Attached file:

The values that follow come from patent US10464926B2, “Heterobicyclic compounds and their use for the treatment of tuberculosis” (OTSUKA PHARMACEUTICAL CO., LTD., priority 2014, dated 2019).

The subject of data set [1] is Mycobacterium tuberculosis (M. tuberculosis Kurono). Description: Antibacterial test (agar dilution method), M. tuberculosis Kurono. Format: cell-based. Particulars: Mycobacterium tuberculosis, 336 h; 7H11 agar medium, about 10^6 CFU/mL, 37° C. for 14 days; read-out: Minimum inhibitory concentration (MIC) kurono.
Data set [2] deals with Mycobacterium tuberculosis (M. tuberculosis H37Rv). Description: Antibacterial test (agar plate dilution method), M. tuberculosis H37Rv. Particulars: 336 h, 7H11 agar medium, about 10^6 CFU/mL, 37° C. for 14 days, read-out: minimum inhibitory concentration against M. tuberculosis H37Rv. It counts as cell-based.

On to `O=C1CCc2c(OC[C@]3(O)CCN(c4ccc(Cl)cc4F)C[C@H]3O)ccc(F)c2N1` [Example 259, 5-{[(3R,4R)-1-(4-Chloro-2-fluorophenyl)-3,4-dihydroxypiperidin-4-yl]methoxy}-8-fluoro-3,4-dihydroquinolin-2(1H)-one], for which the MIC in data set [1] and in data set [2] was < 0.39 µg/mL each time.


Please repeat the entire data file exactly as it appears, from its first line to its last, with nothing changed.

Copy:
The values that follow come from patent US10464926B2, “Heterobicyclic compounds and their use for the treatment of tuberculosis” (OTSUKA PHARMACEUTICAL CO., LTD., priority 2014, dated 2019).

The subject of data set [1] is Mycobacterium tuberculosis (M. tuberculosis Kurono). Description: Antibacterial test (agar dilution method), M. tuberculosis Kurono. Format: cell-based. Particulars: Mycobacterium tuberculosis, 336 h; 7H11 agar medium, about 10^6 CFU/mL, 37° C. for 14 days; read-out: Minimum inhibitory concentration (MIC) kurono.
Data set [2] deals with Mycobacterium tuberculosis (M. tuberculosis H37Rv). Description: Antibacterial test (agar plate dilution method), M. tuberculosis H37Rv. Particulars: 336 h, 7H11 agar medium, about 10^6 CFU/mL, 37° C. for 14 days, read-out: minimum inhibitory concentration against M. tuberculosis H37Rv. It counts as cell-based.

On to `O=C1CCc2c(OC[C@]3(O)CCN(c4ccc(Cl)cc4F)C[C@H]3O)ccc(F)c2N1` [Example 259, 5-{[(3R,4R)-1-(4-Chloro-2-fluorophenyl)-3,4-dihydroxypiperidin-4-yl]methoxy}-8-fluoro-3,4-dihydroquinolin-2(1H)-one], for which the MIC in data set [1] and in data set [2] was < 0.39 µg/mL each time.